I wouldn't mind if I had a team of helpers waiting below stairs to pick up the slack when Jack needs more sensory input or more one-on-one time than I am able to give. If this were Downton Abbey, I would simply ring the bell and summon the staff.

It's not.

Tuesday, February 18, 2014

No Comment

Whenever I read the comments attached to one of my articles, I think to myself "Stop reading the comments attached to your article, dummy!"

Also, "You know this won't end well sister."

And I would be wise to listen to my inner warning bell. But I pretty much always read the comments anyway.

I read them because, like several of my children, I'm lacking in the impulse control department. 

I read them because sometimes there are comments from people with nutty families like mine, who write that my words resonate with their experience. How can I pass up hearing that?

I read them because I'm a curious little monkey.

Sometimes it's like watching a train wreck. But I can't look away. I already know that haters gonna hate and trolls live in the interwebs and there is so much meanness in the world, it's ridiculous.

Trolls and mean people aside, there is always that one comment that comes from left field and is practically nonsensical in it's cluelessness. Those are actually the ones I like to read aloud to the hubs.

We laugh. 

I wrote a silly little fluffy piece about how the last days of summer are like living in a fire swamp. It contained an abundance of Princess Bride allusions. Someone commented, asking if Utah has fire swamps in it's geography. ?????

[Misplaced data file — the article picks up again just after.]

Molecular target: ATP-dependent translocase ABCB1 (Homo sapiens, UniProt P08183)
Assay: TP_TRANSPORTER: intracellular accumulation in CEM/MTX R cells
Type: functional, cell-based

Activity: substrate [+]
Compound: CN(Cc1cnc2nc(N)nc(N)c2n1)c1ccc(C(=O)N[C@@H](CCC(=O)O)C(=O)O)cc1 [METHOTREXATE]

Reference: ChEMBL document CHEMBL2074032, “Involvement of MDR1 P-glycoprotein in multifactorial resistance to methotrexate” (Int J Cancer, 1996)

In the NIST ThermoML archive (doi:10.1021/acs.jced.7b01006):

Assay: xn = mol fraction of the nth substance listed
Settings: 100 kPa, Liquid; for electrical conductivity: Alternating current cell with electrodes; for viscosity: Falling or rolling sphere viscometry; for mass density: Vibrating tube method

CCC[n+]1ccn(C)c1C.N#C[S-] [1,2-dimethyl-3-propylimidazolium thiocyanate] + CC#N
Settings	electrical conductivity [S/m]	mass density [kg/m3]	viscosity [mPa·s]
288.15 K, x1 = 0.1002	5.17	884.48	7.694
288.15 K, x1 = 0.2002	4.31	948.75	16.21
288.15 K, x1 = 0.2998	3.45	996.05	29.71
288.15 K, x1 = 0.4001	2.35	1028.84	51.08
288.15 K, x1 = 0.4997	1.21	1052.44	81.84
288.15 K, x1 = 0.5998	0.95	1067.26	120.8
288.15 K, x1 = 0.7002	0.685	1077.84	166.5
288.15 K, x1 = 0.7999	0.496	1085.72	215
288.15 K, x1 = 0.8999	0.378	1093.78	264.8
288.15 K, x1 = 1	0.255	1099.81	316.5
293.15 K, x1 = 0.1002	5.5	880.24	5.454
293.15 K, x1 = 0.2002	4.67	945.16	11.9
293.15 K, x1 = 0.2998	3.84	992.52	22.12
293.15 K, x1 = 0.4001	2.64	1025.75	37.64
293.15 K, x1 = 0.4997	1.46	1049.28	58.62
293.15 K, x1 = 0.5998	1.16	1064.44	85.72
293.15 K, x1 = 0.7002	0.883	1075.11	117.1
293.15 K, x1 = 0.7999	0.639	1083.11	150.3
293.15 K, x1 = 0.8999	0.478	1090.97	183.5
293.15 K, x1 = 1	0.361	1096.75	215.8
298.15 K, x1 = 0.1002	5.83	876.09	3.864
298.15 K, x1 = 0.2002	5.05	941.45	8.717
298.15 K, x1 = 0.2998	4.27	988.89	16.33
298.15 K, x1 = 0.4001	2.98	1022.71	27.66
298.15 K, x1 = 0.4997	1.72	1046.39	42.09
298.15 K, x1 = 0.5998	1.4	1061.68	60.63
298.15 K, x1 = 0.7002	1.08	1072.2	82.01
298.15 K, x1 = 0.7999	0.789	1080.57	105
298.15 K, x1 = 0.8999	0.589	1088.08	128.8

The comments section got a little raucous following my article on baby name trends. Creative baby-namers got defensive and traditionalists went on the attack. It was a hot spanky mess.

The better comments are those left by people who follow the link from an article to my blog. They are real and thoughtful and decidedly anti-troll. They pop up in my email notifications like buttered popcorn in the red melamine bowl at my side while I watch Downton "Days of our Lives" Abbey with Dutch.

Please feel free to comment. Or to back away slowly from the comment section. It's your call.

Monday, February 17, 2014

Can We Stop With the "Amazing"?

How apt that on a day filled with sedation dentistry, a doozy of a code brown, a Charlie meltdown, and mom's precarious mental health, this article was published.

Saturday, February 15, 2014


Best quote I encountered this week: "Boredom is what happens to people who have no control over their minds."  (Liar & Spy by Rebecca Stead)

Most satisfying recent conversation: Explaining to our bishop about Jack's disastrous church behavior and having him just get it.

Tastiest part of Valentine's Day: Vast quantities of Reese's chocolate and peanut butter hearts, unequivocally.

Unintentionally funniest kid quote: Truman, looking at my shadow the lamp was casting on the ceiling, "It's a giant, Mommy."

Most extravagant feeling: Beginning a new book. In hard cover. Not on a tablet.

Best way to feel like you're trying on swimsuits in front of an audience: Participate in a memoir-writing workshop and read your crappy first-drafts aloud to a bunch of strangers.

Quickest way to feel like an aged mother in a time warp: Watch your sixth-grader participate in his first school dance, doing the foxtrot and the merengue while looking dapper in his suit.

Thursday, February 13, 2014

What Motivates Us To Begin?

"Work finally begins when the fear of doing nothing exceeds the fear of doing it badly." Alain de Botton

I found this quote yesterday in an Atlantic article. Apparently Monsieur de Botton knows a thing or two about writing, procrastination, and the psychology of genius vs. work and failure as key components of creativity.

He nailed it.